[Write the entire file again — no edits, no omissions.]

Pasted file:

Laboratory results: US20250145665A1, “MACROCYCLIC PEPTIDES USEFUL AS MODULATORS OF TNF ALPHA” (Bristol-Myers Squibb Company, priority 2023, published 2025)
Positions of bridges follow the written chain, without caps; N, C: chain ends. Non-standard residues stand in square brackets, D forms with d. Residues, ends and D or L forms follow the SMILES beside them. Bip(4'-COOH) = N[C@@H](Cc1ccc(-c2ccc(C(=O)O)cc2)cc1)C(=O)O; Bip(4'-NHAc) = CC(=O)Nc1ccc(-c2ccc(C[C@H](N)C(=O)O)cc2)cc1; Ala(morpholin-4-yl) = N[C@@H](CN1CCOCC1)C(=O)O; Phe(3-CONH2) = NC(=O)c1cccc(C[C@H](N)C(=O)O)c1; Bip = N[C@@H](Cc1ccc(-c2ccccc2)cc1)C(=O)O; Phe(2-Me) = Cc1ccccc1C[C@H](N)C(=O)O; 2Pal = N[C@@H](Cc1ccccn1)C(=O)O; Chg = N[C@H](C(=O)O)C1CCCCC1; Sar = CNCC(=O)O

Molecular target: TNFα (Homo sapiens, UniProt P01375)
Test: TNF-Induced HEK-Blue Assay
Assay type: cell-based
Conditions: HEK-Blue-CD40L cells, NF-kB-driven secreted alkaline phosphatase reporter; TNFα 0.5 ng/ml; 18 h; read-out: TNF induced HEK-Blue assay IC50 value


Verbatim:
Laboratory results: US20250145665A1, “MACROCYCLIC PEPTIDES USEFUL AS MODULATORS OF TNF ALPHA” (Bristol-Myers Squibb Company, priority 2023, published 2025)
Positions of bridges follow the written chain, without caps; N, C: chain ends. Non-standard residues stand in square brackets, D forms with d. Residues, ends and D or L forms follow the SMILES beside them. Bip(4'-COOH) = N[C@@H](Cc1ccc(-c2ccc(C(=O)O)cc2)cc1)C(=O)O; Bip(4'-NHAc) = CC(=O)Nc1ccc(-c2ccc(C[C@H](N)C(=O)O)cc2)cc1; Ala(morpholin-4-yl) = N[C@@H](CN1CCOCC1)C(=O)O; Phe(3-CONH2) = NC(=O)c1cccc(C[C@H](N)C(=O)O)c1; Bip = N[C@@H](Cc1ccc(-c2ccccc2)cc1)C(=O)O; Phe(2-Me) = Cc1ccccc1C[C@H](N)C(=O)O; 2Pal = N[C@@H](Cc1ccccn1)C(=O)O; Chg = N[C@H](C(=O)O)C1CCCCC1; Sar = CNCC(=O)O

Molecular target: TNFα (Homo sapiens, UniProt P01375)
Test: TNF-Induced HEK-Blue Assay
Assay type: cell-based
Conditions: HEK-Blue-CD40L cells, NF-kB-driven secreted alkaline phosphatase reporter; TNFα 0.5 ng/ml; 18 h; read-out: TNF induced HEK-Blue assay IC50 value